This article was originally published by Dana Daniel in the Sydney Morning Herald, on October 22, 2021.
Health funds are being hit with refund requests from members fed up with being unable to access elective surgery, while doctors are demanding state governments boost hospital funding to reduce their waitlists.
The Australian Medical Association has asked the competition watchdog to scrutinise state and territory arrangements with private hospitals after The Age revealed Victorian private patients were having their surgeries cancelled to make way for public patients.
As Victoria’s elective surgery freeze drags on and NSW hospitals are preparing to restart non-essential surgeries at 75 per cent of usual capacity on Monday, health insurers are contemplating another round of refunds after handing back more than $100 million to members in August.
AMA President Omar Khorshid said he was concerned state governments could be misusing special pandemic arrangements with private hospitals – under which the Commonwealth pays an uncapped 50 per cent of the costs of treating a public patient in a private hospital – by encouraging the prioritisation of public patients to avoid properly funding public hospitals to catch up on elective surgery.
Dr Khorshid said this risked “reducing the value proposition of private health insurance”.
“There are people who are doing the right thing by putting their hands into their own pockets to pay for private health insurance,” Dr Khorshid said, warning that frustrated members who ditched their health cover would put further pressure onto the public system.
“Our health system works because of this delicate balance between public and private,” he said.
The Australian Competition and Consumer Commission is considering applications by Victoria and NSW – along with Queensland, Tasmania and the ACT – to renew a previous determination allowing them to enter agreements with private hospitals to provide public healthcare.
In a letter to the ACCC, seen by the Sydney Morning Herald and The Age, Dr Khorshid called on the watchdog to ensure the states “are committed to building overall system capacity”.
A Victorian health department spokesperson said the state’s partnership with private hospitals “is helping to manage demand and prepare for an increase in COVID patients”.
A NSW government spokesperson said the health department “rejects any suggestion that the current arrangements and future arrangements between NSW Health and private hospitals to provide support in response to COVID are based on anything other than the safety of our communities, staff and patients”.
They noted the NSW government provided an extra $458.5 million to fast-track elective surgeries cancelled last year under federal government rules, with $80 million allocated in 2021-22.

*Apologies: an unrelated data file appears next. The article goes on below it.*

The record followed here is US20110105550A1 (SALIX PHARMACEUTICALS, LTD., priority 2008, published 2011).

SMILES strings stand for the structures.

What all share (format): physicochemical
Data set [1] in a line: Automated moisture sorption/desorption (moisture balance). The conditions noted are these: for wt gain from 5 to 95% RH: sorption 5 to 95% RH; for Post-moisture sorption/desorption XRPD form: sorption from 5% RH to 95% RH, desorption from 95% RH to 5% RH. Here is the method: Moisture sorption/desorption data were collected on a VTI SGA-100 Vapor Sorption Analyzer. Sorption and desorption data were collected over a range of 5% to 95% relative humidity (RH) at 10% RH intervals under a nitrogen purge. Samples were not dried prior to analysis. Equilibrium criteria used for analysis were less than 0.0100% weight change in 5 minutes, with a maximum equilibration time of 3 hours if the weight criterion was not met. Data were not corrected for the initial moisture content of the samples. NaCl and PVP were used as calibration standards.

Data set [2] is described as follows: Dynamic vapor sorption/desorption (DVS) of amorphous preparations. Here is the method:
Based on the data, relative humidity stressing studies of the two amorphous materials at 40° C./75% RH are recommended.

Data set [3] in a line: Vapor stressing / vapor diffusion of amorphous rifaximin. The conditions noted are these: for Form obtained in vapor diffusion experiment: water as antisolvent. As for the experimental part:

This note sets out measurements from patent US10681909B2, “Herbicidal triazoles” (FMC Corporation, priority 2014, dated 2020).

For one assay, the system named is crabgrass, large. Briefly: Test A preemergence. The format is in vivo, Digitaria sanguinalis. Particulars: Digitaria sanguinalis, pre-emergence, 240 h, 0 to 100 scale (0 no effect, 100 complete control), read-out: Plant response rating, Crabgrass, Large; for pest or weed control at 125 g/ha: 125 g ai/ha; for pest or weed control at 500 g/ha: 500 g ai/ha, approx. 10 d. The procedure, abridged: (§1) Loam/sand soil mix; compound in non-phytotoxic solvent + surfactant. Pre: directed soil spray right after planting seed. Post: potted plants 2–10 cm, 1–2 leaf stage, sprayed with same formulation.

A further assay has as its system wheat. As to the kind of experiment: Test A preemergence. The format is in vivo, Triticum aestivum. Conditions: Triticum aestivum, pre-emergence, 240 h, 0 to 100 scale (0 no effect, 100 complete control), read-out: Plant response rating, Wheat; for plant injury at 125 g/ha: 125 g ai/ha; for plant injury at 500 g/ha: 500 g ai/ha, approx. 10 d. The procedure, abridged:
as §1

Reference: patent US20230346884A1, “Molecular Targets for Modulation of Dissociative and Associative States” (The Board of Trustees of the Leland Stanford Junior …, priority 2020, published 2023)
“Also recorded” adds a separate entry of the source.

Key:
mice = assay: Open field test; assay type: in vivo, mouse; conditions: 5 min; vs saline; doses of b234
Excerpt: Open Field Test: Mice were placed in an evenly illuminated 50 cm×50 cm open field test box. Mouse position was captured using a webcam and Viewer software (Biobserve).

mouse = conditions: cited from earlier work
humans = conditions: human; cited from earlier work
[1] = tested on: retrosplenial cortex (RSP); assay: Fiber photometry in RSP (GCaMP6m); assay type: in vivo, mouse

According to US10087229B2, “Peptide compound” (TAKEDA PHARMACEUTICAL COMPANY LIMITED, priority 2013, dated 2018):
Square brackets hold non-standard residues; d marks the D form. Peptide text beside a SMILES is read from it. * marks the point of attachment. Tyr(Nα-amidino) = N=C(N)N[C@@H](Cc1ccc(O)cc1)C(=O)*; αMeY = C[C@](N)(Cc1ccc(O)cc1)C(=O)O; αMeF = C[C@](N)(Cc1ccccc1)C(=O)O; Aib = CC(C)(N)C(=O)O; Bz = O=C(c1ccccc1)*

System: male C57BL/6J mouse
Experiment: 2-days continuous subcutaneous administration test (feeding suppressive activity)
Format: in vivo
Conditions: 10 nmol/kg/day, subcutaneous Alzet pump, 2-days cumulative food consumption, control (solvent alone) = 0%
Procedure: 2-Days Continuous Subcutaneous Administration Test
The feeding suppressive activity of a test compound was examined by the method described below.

The elective surgery bans have left private patients facing wait times normally only encountered in the public system, despite paying health insurance premiums that are supposed to guarantee faster access to care, along with the choice of a doctor.
Medibank member Robert, who asked for his surname not to be used, is still waiting for a colonoscopy that was due last year but has been cancelled under successive Victorian elective surgery bans.
“I took out health insurance in 1987, we’ve been insured for decades,” the Melbourne grandfather, aged in his mid-60s, said.
He said he phoned Medibank to complain about the lack of value in his policy and was offered a five-day discount on his next premium instalment.
Private Healthcare Australia chief executive Rachel David said it was unfortunate private patients were having their surgeries cancelled and urged patience as hospitals caught up.
“If this was to continue for a long time, we’d have to reconsider the situation for members in Victoria,” she said.
Dr David said having private health insurance was still the fastest way to access elective surgery and mental health treatment.
NiB Managing Director Mark Fitzgibbon said while it was appropriate for private hospitals to help out in a crisis, “you have to make sure people are treated based on need”.
The industry has set aside funds to eventually pay for catch-up elective surgeries in the private system.
A federal Health Department spokesperson said public patients waiting for non-urgent elective surgery should not be referred to private hospitals.
“Patients requiring elective surgery will continue to be prioritised based on clinical need and cases are not to be reclassified unless clinically indicated,” the spokesperson said.
Source: Dana Daniels, The Sydney Morning Herald, October 22, 2021 – Read the article on the Sydney Morning Herald’s website here.